- When problems occur, focus on behaviors, not motivations. This is another general best practice. When people behave inappropriately, speak with them in private. Try to acknowledge their feelings and concerns in any way you honestly can. “I know this project is very important to you …” Then, gently talk with them about the negative behavior they displayed, the specific problems it caused, and how you’d like them to act differently in the future. Give them a road map to follow so they aren’t unsure of how they need to change.
- Talk with your manager and your human resources representative. If a person has serious problems, you probably won’t be the only person to notice. Don’t suffer unreasonable or unprofessional behavior in silence; that will cause frustration to build up inside of you and make it harder for you to summon the extra professionalism you need to work with that person in the future. When human resources and management start hearing the same problems reported by people throughout the organization, that will give them the data they need to justify and choose a course of action. The insecure person’s manager can sit down and have a private talk with them reviewing the negative behaviors of concern. The employee could be offered interpersonal skills training. When politely presented with the effects their behaviors are having in the workplace, ideally, the insecure employee will recognize their need for personal growth and will consider options like changing their behavior, counseling, or getting a coach.
- Offer the employee relevant skills training, if possible. If poor performance due to insufficient professional skills is part of the problem, try to identify a training course you can send the employee to that will quickly help them improve their skills in measurable, relevant ways. For example, a person doing product management for the first time could be sent to an introductory product management course by Pragmatic Marketing.
Be realistic in your expectations. The tragedy of insecurity is that having that problem makes it hard for the insecure person to see and admit that they have a problem in the first place. This is not an easy problem to solve. Unfortunately, seriously insecure people sometimes perform so poorly, yet are so resistant to admitting that there’s a problem, that they have to go through a personal crisis like losing a job before they finally become willing to change and seek help.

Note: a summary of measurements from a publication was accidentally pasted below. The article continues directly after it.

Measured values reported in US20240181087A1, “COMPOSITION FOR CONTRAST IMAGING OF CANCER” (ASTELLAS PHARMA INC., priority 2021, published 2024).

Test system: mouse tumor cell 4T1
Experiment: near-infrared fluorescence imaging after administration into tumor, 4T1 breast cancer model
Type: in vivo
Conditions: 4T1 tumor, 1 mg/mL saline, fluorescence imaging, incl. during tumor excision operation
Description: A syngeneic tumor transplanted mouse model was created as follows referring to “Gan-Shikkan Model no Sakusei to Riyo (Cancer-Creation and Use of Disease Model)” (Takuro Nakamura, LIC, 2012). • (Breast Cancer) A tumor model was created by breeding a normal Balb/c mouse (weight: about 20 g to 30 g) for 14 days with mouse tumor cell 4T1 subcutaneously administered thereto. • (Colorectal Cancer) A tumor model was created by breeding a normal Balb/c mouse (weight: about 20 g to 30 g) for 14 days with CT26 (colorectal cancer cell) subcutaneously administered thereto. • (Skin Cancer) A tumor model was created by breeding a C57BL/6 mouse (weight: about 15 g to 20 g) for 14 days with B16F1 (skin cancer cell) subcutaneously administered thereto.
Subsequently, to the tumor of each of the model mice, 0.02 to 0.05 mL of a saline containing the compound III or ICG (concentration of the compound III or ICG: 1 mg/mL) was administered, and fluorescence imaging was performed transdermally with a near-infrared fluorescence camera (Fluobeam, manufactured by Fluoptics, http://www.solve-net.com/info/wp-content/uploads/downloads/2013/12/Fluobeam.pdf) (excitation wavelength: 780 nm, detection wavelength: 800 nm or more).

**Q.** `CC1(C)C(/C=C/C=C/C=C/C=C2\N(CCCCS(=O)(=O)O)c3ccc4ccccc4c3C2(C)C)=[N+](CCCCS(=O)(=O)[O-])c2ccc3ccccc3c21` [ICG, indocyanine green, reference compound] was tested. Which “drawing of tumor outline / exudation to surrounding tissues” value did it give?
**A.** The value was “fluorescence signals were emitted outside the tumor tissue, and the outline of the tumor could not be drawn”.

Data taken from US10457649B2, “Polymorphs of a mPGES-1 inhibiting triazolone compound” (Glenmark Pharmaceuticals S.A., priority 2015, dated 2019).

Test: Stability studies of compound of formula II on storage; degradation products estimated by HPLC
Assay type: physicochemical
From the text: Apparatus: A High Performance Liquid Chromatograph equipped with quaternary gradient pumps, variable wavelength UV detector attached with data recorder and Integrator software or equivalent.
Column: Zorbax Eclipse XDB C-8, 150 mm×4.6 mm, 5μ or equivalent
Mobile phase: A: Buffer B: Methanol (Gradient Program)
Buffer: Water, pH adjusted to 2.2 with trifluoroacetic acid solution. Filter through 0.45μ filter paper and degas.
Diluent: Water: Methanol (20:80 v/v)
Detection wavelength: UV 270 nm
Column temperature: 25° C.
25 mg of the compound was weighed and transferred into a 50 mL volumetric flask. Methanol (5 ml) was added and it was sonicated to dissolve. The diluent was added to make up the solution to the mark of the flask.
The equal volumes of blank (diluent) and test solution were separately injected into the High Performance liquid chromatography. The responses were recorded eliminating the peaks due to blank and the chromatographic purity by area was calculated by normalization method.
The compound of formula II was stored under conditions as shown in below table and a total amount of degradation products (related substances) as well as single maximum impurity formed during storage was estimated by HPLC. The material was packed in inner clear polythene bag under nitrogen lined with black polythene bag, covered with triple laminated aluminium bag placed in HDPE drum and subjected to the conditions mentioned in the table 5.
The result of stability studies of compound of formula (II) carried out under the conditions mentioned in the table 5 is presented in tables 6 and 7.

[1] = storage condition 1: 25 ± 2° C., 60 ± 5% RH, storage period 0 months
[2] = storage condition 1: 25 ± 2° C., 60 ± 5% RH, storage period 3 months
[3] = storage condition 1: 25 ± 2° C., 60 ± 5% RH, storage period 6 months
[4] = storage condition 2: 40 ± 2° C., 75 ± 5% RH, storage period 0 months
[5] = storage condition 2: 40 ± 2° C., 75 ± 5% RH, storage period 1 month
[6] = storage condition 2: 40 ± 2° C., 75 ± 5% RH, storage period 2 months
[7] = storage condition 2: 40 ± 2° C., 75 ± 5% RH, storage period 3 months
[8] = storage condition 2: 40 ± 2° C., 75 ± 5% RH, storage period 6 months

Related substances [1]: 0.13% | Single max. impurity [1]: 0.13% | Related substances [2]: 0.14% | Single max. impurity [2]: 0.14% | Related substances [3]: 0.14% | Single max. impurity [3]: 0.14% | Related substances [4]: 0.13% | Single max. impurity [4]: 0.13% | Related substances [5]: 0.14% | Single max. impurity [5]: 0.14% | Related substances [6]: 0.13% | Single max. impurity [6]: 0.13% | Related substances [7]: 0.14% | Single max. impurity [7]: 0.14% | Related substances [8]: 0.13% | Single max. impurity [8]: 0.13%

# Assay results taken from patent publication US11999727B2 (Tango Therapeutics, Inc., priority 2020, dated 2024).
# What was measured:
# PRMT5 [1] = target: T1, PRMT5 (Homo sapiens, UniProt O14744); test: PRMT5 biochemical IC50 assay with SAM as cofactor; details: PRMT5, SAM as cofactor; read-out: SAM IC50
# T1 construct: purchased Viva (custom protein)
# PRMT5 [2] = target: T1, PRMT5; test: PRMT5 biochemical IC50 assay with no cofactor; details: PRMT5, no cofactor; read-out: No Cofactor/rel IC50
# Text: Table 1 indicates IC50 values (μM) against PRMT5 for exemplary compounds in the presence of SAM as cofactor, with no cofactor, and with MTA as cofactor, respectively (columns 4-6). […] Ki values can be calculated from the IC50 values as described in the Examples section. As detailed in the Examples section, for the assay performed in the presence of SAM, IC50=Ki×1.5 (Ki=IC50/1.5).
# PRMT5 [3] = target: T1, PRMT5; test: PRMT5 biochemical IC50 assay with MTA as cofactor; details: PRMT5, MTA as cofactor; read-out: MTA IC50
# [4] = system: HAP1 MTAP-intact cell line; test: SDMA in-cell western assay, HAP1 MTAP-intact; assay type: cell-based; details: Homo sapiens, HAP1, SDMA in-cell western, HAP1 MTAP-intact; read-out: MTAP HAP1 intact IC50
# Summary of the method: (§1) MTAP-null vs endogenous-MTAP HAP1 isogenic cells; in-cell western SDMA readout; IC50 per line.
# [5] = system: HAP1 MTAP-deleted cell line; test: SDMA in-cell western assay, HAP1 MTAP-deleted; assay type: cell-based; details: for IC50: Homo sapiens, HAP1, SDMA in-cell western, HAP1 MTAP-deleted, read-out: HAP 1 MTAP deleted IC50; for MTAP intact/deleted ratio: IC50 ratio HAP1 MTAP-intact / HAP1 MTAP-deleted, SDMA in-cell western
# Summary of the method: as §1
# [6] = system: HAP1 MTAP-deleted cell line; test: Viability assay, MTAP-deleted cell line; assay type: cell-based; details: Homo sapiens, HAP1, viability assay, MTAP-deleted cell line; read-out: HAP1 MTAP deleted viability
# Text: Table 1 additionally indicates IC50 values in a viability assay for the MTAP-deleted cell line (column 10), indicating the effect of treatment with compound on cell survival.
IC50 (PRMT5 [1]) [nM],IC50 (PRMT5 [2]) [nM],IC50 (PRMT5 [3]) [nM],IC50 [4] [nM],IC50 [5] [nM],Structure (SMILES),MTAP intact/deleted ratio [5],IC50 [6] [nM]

If You’re Insecure
If you yourself are insecure, don’t panic. Everyone’s human. Recognize a development area is the first step towards making progress on it.
- Don’t take work or ideas personally. It’s not about you, your worth as a human being, or your reputation. It’s about the company pursuing its mission most efficiently and most effective and everyone playing a part in helping out. Your ideas won’t always be the best ones. You won’t always be right. No one is. That’s OK.
- Monitor your emotional state. Watch for clues like the pitch or volume of your voice increasing, your heart rate increasing, or other symptoms of stress. When you detect those, try to defuse the situation. Take a break. Let others talk and just listen. Give yourself some time to calm down. Become more skeptical of your own thinking if you find yourself becoming emotional, because the more emotional you are, the less likely it is that you’re thinking clearly and correctly and able to accurately perceive the best answer.
- If you doubt your effectiveness in your current role, get objective input and work on improving your abilities. Have candid talks in private with your human resources manager and your manager. Explain that you’d like some honest feedback about your performance to date. See what they have to say. By giving them a non-threatening opportunity to talk to you, you may get them to share things they were uncomfortable sharing and learn things you otherwise would not have. Work with them on a plan to improve your performance. If you don’t think you have the skills you need, try to get those skills. Read a book. Take a class. Sign up for training.
- Seek counseling from a licensed professional and/or coaching as appropriate. If you have a deep lack of confidence in yourself and your worth as a human being, or if your self-esteem is based entirely on your professional performance, those are issues worth exploring. You could wind up being happier and more productive and having less conflict in your life.
Working with Imperfect People is a Necessary Skill
If you insisted on only working with perfect people, you’d be sitting alone in a room until somebody came by to point out that you shouldn’t be sitting there either because you’re also not perfect. Everyone has strengths and weaknesses. You can help your team by leveraging your strengths, working on your own weaknesses, and trying to gently help others to do the same and compensate a bit where possible for their weaknesses.